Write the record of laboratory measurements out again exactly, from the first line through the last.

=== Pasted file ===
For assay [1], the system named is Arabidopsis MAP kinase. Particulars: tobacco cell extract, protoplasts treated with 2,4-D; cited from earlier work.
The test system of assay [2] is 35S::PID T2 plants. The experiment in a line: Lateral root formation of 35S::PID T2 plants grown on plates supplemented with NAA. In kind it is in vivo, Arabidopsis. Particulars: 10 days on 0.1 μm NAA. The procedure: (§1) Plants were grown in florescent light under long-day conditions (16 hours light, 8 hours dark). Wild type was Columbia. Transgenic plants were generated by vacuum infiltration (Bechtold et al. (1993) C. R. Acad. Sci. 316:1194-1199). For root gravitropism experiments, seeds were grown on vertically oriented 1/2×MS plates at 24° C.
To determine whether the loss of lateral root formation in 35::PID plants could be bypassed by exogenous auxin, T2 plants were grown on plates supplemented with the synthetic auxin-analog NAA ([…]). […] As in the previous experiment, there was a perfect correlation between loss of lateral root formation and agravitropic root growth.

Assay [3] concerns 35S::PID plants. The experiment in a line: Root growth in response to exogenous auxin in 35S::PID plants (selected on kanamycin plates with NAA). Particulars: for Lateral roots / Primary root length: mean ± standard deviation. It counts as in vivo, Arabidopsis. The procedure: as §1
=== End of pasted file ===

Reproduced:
For assay [1], the system named is Arabidopsis MAP kinase. Particulars: tobacco cell extract, protoplasts treated with 2,4-D; cited from earlier work.
The test system of assay [2] is 35S::PID T2 plants. The experiment in a line: Lateral root formation of 35S::PID T2 plants grown on plates supplemented with NAA. In kind it is in vivo, Arabidopsis. Particulars: 10 days on 0.1 μm NAA. The procedure: (§1) Plants were grown in florescent light under long-day conditions (16 hours light, 8 hours dark). Wild type was Columbia. Transgenic plants were generated by vacuum infiltration (Bechtold et al. (1993) C. R. Acad. Sci. 316:1194-1199). For root gravitropism experiments, seeds were grown on vertically oriented 1/2×MS plates at 24° C.
To determine whether the loss of lateral root formation in 35::PID plants could be bypassed by exogenous auxin, T2 plants were grown on plates supplemented with the synthetic auxin-analog NAA ([…]). […] As in the previous experiment, there was a perfect correlation between loss of lateral root formation and agravitropic root growth.

Assay [3] concerns 35S::PID plants. The experiment in a line: Root growth in response to exogenous auxin in 35S::PID plants (selected on kanamycin plates with NAA). Particulars: for Lateral roots / Primary root length: mean ± standard deviation. It counts as in vivo, Arabidopsis. The procedure: as §1